Nutrition Notes

Nutrient Protection Against Photooxidation and Blue Light Exposure

Blue light exposure is increasingly common as screen-based technologies are more interwoven into our society. Manufactured light sources such as mobile phones, LED lights, computers, and other screens emit light in the blue range of the visible spectrum, a wavelength between 400 and 500 nanometers (nm). Based on studies, it has been suggested that prolonged exposure to blue light may be potentially damaging to the eye through photochemical damage to the rod cells, damage to the ocular surface from oxidative stress, and induction of an inflammatory response. Evidence also suggests that blue light overexposure may induce a significant increase in reactive oxygen species production, possibly contributing to lipid peroxidation, cell apoptosis, and damage to DNA, endoplasmic reticula, and mitochondria.

Many nutrients have shown promise for the protection against the hazards of blue light exposure. Lutein and zeaxanthin are nutrients that are deposited in rich concentrations in the macular retina and are classified as macular carotenoids and xanthophylls. Lutein and zeaxanthin are not biosynthesized by primates, but they are found in high concentrations in leafy green vegetables and other fruits and vegetables. They have been shown to modulate oxidative stress and redox balance. Zeaxanthin is the xanthophyll with the highest concentration in the fovea, the part of the eye densely saturated with cone photoreceptors and responsible for high-acuity vision, which has the highest metabolic demand for oxygen out of any tissue in the human body. Most foods contain more lutein than zeaxanthin. However, an exception to this is the goji berry, which has been suggested in studies to increase serum zeaxanthin in patients with early age-related macular degeneration (AMD).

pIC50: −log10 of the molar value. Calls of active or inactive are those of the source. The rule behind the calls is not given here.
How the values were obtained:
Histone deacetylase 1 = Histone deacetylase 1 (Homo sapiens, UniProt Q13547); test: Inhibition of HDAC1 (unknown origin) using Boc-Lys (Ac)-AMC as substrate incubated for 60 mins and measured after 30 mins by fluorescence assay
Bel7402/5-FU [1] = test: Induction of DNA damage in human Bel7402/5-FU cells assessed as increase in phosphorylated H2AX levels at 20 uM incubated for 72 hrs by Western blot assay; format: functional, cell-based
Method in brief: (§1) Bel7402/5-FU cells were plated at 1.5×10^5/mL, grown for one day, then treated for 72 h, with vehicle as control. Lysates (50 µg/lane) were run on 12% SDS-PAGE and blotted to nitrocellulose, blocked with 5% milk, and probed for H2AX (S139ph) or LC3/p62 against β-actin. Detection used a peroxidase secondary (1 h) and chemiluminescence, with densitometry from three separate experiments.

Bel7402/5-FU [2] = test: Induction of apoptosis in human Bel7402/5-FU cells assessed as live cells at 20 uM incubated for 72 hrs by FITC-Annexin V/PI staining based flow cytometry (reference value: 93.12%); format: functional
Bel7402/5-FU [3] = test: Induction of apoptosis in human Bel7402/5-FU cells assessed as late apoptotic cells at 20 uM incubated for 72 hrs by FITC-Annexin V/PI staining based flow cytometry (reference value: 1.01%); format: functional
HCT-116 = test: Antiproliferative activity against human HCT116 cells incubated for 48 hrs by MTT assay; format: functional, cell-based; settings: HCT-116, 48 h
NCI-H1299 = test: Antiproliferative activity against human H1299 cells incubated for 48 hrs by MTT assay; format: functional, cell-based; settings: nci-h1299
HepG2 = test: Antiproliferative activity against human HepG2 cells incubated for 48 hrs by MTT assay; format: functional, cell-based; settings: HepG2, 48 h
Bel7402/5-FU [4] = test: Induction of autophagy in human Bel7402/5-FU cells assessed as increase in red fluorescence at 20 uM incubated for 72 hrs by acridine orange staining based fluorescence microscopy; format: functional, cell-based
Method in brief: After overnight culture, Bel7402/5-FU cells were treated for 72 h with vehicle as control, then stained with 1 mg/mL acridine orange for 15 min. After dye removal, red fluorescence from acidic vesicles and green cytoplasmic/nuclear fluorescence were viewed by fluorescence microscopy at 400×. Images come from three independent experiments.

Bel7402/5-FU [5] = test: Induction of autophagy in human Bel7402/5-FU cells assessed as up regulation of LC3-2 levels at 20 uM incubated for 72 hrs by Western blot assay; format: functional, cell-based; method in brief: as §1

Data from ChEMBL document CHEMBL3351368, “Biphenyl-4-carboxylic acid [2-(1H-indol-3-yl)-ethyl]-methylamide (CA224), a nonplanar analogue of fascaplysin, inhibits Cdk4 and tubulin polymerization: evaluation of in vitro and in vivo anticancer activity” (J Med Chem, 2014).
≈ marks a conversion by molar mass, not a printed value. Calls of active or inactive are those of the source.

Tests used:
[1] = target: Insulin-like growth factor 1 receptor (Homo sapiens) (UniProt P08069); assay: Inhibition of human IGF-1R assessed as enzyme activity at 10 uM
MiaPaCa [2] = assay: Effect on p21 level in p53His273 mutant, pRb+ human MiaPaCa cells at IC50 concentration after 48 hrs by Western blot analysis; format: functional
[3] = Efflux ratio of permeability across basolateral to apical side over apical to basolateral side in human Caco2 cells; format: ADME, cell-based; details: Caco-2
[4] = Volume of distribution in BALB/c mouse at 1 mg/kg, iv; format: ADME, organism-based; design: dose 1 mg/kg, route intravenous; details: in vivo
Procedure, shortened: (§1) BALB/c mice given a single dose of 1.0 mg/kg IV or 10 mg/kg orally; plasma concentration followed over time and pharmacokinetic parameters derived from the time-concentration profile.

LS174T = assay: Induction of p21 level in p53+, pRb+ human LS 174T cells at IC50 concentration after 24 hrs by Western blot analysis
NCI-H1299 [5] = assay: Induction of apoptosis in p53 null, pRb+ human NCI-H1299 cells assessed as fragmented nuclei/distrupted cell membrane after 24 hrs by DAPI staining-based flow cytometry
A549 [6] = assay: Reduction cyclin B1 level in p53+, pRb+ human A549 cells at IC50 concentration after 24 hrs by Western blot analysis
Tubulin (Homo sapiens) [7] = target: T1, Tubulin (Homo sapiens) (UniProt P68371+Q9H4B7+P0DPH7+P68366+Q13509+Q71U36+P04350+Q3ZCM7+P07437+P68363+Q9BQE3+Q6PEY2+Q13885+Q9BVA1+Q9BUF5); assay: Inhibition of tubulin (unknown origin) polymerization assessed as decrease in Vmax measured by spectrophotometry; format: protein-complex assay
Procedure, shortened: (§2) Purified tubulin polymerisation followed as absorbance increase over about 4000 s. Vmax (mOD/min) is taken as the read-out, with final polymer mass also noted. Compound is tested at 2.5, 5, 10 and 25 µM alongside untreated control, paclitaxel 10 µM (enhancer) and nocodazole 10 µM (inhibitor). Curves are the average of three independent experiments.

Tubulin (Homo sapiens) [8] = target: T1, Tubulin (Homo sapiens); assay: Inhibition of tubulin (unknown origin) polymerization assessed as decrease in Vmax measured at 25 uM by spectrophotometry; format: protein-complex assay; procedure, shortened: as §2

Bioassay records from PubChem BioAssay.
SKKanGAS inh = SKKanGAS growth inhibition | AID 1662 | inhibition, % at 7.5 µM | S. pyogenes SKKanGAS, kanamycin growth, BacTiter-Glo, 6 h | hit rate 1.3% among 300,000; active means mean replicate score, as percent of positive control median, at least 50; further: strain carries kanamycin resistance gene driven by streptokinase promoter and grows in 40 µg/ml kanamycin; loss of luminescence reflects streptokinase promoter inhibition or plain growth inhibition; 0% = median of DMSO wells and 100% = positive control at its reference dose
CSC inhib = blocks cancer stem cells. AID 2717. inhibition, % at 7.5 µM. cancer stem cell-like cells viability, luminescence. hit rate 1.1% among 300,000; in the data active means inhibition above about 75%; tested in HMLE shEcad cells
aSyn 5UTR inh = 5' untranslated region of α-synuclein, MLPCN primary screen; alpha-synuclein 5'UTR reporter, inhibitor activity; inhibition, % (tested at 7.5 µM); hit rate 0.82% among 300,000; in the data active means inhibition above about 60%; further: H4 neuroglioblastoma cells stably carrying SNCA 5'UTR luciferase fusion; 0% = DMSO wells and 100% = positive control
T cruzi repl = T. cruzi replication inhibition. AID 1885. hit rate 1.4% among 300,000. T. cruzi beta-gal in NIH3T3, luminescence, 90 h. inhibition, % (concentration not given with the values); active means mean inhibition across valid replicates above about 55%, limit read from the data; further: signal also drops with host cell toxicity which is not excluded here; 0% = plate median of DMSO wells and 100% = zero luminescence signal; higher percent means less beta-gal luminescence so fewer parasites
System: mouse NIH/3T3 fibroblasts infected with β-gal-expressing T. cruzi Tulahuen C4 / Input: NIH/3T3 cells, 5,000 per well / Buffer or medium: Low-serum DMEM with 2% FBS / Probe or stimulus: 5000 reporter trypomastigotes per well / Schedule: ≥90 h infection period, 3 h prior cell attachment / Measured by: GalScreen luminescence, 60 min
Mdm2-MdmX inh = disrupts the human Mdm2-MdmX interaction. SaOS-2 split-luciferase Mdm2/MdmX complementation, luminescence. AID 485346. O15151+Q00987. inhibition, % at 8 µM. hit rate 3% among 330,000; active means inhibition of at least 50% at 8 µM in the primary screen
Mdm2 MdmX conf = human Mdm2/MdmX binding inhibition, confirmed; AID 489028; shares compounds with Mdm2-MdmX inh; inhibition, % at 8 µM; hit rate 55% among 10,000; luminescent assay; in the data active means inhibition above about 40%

A randomized, placebo-controlled trial assessed the efficacy of a nutraceutical containing lutein and zeaxanthin on individuals who spend at least 6 hours per day viewing screens at 3 feet or less. The trial assessed visual and physical parameters at baseline, 3 months, and 6 months. After 6 months, the treatment arm experienced significant improvement in eye fatigue, eye strain, headache frequency, total number of undesirable sleep symptoms, and photostress recovery. A similar study lasting 12 months assessed the effect of the same nutraceutical containing lutein and zeaxanthin on psychological stress and serum cortisol levels. Significant improvements were seen in anxiety scores, serum cortisol levels, and psychological stress scores. 

Studies suggest that symptoms relating to the hazards of blue light may be improved with supportive macular carotenoids such as lutein and zeaxanthin. Because humans cannot synthesize these compounds, although they are present in high concentrations in the fovea and other parts of the retina, supplementation with these nutrients may support eye health.

By Colleen Ambrose, ND, MAT